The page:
Abstract for: Dynamic Decision-Making, Learning, and Mental Models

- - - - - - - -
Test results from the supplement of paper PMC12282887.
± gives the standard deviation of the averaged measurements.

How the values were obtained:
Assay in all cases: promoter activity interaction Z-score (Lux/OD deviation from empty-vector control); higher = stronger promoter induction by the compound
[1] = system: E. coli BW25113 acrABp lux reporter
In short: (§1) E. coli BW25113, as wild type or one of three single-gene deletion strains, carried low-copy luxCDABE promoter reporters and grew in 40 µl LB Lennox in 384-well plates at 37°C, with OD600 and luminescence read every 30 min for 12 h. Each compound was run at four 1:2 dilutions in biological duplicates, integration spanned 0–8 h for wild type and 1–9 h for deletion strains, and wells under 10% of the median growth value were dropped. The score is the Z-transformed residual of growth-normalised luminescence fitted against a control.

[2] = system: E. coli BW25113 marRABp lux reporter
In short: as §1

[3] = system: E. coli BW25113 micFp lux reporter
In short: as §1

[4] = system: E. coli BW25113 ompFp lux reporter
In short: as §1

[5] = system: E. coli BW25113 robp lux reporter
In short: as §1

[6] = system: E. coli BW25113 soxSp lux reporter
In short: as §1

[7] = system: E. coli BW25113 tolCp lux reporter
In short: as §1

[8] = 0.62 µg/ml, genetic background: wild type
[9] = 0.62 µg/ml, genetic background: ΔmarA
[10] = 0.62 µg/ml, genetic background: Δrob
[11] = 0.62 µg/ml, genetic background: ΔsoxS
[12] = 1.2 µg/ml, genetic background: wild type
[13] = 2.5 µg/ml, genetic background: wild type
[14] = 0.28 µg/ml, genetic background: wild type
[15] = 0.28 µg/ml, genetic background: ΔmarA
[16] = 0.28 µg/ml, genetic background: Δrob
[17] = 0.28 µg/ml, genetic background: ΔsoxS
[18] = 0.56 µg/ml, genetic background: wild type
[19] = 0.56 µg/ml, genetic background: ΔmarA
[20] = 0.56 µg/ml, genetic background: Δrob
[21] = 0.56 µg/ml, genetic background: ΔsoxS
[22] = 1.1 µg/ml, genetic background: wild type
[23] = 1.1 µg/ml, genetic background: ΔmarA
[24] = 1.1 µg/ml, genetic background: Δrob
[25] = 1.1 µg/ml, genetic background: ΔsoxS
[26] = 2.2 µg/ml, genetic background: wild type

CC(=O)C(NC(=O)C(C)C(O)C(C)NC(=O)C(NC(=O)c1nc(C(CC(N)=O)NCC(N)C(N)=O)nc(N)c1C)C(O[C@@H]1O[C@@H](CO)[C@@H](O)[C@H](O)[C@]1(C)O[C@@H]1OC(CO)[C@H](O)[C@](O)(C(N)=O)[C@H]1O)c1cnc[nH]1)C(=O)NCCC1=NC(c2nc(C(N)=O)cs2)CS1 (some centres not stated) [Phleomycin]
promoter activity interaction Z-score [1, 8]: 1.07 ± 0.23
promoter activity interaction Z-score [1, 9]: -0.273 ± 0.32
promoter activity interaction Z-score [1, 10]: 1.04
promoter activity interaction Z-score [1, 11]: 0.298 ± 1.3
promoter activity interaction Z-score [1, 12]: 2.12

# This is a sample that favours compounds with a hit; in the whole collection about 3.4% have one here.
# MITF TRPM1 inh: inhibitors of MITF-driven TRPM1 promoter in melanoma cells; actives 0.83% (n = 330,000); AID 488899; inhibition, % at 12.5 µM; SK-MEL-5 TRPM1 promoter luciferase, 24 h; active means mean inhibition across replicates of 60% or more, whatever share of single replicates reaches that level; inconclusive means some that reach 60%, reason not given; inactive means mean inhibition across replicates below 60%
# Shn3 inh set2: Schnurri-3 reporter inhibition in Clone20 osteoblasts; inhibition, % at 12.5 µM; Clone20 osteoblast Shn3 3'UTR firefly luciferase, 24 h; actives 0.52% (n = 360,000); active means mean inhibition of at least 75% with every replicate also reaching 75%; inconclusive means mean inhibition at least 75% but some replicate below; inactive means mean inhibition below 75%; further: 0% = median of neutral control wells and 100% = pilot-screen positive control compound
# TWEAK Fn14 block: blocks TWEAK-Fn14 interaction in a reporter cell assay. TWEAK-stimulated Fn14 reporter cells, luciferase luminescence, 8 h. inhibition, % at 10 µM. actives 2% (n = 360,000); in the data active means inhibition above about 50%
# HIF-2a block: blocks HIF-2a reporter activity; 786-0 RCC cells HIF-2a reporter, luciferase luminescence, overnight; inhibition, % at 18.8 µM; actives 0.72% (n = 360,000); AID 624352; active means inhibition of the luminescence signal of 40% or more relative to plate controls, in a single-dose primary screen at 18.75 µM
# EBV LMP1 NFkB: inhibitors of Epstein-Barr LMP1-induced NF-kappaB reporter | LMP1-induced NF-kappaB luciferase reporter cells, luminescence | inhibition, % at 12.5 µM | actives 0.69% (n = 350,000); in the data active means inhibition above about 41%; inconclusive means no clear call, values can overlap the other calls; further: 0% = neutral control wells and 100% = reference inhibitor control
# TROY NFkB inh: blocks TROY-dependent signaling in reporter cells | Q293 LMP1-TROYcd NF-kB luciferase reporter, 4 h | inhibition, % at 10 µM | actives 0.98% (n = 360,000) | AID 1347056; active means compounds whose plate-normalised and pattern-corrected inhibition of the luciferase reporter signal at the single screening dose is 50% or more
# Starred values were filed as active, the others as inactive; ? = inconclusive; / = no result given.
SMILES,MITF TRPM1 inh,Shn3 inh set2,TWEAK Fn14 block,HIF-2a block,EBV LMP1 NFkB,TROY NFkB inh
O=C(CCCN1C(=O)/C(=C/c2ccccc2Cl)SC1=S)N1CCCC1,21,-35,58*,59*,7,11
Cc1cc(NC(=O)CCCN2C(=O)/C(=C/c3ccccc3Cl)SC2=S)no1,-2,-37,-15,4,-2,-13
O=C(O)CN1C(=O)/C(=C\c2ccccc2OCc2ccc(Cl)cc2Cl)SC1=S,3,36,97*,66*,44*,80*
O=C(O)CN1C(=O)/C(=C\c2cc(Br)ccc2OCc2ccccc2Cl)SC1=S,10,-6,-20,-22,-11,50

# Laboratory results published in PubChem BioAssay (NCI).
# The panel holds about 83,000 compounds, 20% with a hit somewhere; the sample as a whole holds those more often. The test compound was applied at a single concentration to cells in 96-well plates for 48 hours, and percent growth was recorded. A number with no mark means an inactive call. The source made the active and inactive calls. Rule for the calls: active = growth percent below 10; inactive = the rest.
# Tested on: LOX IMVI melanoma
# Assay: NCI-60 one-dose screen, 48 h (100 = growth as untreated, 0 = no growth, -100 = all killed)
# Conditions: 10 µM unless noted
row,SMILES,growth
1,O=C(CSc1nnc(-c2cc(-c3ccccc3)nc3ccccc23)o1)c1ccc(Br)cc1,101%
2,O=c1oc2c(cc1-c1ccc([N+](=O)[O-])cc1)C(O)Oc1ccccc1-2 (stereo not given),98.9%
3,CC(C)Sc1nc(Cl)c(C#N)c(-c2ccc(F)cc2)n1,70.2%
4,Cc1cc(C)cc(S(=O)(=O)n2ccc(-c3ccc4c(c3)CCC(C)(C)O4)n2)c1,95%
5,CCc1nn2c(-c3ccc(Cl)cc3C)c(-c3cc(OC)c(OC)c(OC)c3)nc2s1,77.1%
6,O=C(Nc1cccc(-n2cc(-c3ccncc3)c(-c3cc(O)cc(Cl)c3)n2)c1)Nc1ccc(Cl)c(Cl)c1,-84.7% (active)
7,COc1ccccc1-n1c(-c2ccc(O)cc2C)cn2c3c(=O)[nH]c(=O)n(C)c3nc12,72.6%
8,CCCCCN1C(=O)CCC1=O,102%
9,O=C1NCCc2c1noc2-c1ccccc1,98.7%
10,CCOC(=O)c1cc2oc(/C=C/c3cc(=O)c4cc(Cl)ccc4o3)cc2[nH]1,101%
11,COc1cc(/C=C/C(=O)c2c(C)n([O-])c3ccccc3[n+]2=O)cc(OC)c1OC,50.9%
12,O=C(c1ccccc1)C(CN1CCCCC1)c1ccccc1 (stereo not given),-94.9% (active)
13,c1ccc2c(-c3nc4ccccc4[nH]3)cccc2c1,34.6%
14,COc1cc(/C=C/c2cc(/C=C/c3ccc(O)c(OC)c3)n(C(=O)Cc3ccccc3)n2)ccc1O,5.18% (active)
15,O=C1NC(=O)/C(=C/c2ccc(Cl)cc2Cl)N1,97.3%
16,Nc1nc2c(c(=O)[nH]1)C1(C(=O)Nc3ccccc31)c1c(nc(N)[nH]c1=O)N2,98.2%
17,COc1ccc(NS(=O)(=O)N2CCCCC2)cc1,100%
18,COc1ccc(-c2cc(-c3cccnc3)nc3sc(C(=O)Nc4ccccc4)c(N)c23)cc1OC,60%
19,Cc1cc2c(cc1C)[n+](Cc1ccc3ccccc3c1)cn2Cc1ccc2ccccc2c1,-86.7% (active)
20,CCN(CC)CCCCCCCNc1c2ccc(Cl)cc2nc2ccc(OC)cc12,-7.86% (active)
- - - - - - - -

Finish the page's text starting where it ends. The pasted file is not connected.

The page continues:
Bounded by limited cognitive capabilities, decision-makers resort to using mental models (reduced versions of real world dynamics) for decision-making and interventions in complex tasks. Such mental models are constantly updated with new experience and knowledge acquired, facilitating a learning process. Through this learning process, mental models can be refined to better represent real world dynamics. Systems theory suggests that updates of mental models happen in continuous cycles involving conceptualisation, experimentation, and reflection (C-E-R), which closely resembles a dynamic decision-making process (DDM). This study investigates the learning process of decision-makers in DDM tasks. Participants involved in simulated environments (Management Flight Simulators and Microworlds) are observed, with proceedings of their DDM tasks recorded and analysed to trace and identify any patterns of learning. Updates of mental models are recognized in changes of their performance, and their perceptions towards performance indicators and systems behaviour, before and after the decision tasks. Findings of this study show significant changes in mental models after participation in DDM tasks. However, the level of learning is questionable.